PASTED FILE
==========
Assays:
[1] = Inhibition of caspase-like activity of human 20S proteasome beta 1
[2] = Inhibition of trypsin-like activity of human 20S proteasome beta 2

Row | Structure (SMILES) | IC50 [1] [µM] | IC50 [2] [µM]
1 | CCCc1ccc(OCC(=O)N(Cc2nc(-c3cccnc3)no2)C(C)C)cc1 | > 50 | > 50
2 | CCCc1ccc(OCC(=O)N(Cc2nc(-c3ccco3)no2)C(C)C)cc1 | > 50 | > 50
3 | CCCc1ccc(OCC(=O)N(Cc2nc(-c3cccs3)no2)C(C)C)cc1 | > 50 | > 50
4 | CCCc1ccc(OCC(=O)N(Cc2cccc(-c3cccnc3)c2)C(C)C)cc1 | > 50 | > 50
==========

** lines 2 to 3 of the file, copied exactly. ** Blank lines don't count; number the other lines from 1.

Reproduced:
[1] = Inhibition of caspase-like activity of human 20S proteasome beta 1
[2] = Inhibition of trypsin-like activity of human 20S proteasome beta 2